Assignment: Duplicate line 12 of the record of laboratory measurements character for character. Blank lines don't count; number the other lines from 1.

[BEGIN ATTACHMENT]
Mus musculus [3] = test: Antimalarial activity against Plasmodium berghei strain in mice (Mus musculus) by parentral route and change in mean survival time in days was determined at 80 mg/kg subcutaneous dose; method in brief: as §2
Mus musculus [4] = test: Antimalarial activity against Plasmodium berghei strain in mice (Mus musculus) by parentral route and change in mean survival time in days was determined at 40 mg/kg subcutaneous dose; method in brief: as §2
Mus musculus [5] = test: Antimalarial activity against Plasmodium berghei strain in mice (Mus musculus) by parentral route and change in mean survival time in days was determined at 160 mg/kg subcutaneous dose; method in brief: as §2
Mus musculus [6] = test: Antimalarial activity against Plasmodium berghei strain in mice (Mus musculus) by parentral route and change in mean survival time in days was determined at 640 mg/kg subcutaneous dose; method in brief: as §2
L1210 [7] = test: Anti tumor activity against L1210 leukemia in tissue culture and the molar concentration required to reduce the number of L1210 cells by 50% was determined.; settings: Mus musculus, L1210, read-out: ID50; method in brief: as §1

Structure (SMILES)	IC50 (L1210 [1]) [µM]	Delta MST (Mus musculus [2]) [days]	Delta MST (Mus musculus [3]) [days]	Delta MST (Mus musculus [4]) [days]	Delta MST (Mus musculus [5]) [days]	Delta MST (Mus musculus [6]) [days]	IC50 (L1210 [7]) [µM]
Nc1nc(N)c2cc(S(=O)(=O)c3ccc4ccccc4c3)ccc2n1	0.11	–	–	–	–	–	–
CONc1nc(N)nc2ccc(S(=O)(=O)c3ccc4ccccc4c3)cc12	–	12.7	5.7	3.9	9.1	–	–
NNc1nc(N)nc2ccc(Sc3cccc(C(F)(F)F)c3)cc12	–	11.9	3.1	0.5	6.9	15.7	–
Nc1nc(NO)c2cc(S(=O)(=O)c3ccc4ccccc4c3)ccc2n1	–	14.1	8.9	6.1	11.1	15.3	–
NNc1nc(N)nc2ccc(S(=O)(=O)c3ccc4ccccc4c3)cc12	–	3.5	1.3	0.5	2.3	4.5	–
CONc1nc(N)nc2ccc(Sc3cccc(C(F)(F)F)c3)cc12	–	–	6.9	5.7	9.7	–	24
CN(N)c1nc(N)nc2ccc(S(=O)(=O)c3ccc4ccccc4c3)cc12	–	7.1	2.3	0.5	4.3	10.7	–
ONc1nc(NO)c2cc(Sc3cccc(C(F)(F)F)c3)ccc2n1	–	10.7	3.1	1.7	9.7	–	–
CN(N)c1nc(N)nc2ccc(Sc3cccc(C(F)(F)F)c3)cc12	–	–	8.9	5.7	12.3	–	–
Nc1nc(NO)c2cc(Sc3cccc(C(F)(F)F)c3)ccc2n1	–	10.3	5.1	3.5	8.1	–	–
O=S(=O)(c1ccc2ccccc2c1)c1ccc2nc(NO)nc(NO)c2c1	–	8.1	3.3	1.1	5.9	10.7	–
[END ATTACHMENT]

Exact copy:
CONc1nc(N)nc2ccc(Sc3cccc(C(F)(F)F)c3)cc12	–	–	6.9	5.7	9.7	–	24